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Define 'Secondary Economic Activities'

The changing of a raw material into a finished product.

1

Examples of secondary economic activities.

Baker,
butcher,
carpenter,
chef,
tailors.

2

What is a factory?

A factory may be described as a system of inputs, processes and outputs.

3

Examples of inputs, processes and outputs.

Wood, cutting, table.

wool, sewing, clothing.

wheat, baking, loaf.

milk, pasteurising, milk.

lead, shaping, pencil.

4

Factors that affect the location of factories.

Labour/workforce,
capital,
services,
transport,
government policy,
EU policy,
markets,
raw materials/resource materials.

5

Factors affecting factory location:
Labour/workforce

Cheap labour found in Asia,
or
if you need a highly skilled workforce, you may locate near universities/colleges, etc.

6

Factors affecting factory location:
Capital

Some countries may offer grants to help start up your factory eg IDA in Ireland (Industrial Developmental Agency)

7

Factors affecting factory location:
Services

A lot of factories locate in Industrial estates to get access to water/electricity and broadband, etc.

8

Factors affecting factory location:a
Transport

Factories tend to locate in areas where there are good road networks, ports and airport.

9

Factors affecting factory location:
Government tax

Some governments will offer low corporation tax rates to encourage factories to locate there. Eg in Ireland the rate of Corporation tax is 12.5%

10

Factors affecting factory location:
EU policy.

If a factory locates within the EU, they can have free trade with other member states. Also 18 of the 28 members use the same currency.

11

Factors affecting factory location:
Markets.

Some products gain volume after they have been processed, eg baking. For that r ason, bakeries choose a market location, this they are located in or beside cities. In this way, the transport cost of bread to local shops and supermarkets is kept low.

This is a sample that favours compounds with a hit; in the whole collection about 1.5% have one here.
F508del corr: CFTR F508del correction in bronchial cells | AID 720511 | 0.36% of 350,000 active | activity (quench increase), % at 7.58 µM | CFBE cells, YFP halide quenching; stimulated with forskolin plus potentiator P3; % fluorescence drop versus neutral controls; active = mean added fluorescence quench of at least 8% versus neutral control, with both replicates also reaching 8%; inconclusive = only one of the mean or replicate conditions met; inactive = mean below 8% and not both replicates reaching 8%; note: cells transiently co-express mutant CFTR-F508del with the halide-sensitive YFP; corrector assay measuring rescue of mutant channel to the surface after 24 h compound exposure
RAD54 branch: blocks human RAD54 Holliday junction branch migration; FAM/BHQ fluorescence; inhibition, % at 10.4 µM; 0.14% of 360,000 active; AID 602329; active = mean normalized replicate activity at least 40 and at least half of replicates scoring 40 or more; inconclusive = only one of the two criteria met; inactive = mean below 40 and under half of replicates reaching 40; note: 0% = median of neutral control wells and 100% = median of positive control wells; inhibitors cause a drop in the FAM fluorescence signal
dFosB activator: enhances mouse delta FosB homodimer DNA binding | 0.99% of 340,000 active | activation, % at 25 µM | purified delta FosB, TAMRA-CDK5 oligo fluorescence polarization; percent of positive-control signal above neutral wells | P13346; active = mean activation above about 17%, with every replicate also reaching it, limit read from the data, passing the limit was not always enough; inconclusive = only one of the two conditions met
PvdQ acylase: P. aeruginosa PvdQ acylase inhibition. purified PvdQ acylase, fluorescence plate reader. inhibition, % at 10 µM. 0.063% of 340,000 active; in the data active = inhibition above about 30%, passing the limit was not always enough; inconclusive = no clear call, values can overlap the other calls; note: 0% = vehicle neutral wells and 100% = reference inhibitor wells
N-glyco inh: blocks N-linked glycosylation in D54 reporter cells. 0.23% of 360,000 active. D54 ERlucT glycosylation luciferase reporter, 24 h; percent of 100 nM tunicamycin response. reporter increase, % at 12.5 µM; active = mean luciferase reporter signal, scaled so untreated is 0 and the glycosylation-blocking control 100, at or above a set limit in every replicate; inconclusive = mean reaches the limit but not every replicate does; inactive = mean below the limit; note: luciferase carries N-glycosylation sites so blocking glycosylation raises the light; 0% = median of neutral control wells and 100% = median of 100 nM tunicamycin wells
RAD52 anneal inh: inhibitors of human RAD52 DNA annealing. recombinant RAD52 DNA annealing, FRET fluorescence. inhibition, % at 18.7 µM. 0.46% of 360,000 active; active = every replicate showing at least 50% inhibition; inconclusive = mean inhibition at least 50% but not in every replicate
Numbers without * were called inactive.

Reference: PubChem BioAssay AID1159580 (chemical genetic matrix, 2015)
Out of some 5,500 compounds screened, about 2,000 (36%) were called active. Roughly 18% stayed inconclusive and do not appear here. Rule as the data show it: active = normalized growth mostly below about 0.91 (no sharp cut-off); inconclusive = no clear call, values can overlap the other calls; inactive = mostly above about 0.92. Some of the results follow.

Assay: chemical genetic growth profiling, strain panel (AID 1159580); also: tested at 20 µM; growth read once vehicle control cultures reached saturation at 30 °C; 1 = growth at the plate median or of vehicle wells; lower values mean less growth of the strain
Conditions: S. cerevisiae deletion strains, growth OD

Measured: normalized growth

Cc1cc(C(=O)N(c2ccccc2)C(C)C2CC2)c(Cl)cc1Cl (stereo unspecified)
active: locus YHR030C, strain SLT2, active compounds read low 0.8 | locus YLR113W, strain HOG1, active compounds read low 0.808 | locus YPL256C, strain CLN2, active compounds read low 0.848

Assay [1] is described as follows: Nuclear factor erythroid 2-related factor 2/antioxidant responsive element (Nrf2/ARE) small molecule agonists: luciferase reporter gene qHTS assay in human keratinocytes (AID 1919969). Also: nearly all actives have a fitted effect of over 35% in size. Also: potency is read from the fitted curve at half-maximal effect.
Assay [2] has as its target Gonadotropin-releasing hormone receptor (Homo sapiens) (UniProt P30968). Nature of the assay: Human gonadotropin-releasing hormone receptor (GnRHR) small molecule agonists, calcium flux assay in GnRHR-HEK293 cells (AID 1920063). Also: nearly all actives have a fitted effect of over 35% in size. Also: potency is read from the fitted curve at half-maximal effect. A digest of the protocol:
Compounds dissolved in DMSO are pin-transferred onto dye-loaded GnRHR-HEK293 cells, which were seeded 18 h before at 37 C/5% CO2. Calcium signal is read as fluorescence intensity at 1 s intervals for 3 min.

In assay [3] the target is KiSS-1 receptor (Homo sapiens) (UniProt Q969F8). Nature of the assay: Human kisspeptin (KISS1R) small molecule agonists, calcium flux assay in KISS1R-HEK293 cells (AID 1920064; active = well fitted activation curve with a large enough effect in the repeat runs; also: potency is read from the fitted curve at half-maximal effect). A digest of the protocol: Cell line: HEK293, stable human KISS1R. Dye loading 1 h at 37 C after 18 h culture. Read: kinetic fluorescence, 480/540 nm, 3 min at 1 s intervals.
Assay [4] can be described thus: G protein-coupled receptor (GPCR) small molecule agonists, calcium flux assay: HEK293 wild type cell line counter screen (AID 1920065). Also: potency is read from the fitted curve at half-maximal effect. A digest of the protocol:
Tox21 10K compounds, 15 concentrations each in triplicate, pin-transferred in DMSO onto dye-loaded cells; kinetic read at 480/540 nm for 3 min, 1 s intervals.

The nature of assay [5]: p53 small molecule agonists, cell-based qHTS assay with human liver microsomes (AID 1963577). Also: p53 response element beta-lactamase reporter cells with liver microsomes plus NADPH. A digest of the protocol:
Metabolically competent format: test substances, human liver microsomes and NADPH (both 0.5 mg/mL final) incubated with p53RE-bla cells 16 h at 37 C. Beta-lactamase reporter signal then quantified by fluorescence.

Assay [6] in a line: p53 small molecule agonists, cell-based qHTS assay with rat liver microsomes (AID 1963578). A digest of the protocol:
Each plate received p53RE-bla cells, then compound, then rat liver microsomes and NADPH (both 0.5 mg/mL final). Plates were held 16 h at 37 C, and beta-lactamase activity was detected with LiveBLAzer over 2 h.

12

Factors affecting factory location:
Raw materials/resource materials.

Factories locate near where they can get the resource material that they need. Eg dairy processing factories locate near dairy farms.

13

Case study: Intel

-Light industry: uses moderate amounts of raw materials.

-Location: Leixlip, Co. Kildare

-Makes microchips for computers.

-Located there because of:
Tax incentives and grants offered by the government.

By having a factory in Ireland, they have free trade with other EU countries.

Ireland is an english-speaking country.

Links with NUI Maynooth (70% of workers have a 3rd level qualification.)

Good transport links as factory is located near m4/m50/m1 airport.

Earthquake-free zone.

14

Case Study: Rusal Aughinish

-Heavy industry: uses heavy machinery and huge plants.

-Located in Aughinish Island, 28km downstream from Limerick City on the Shannon Estuary.

-Alumina refinery that extracts alumina from the resource material bauxite.

-Located because:
Bauxite is a bulky material that comes mainly from West Africa by ship, and the product (alumina) is re-exported. Therefore, it is on a coastal location.

Good transport as the Shannon Estuary is deep enough to take very large ships known as bulk carriers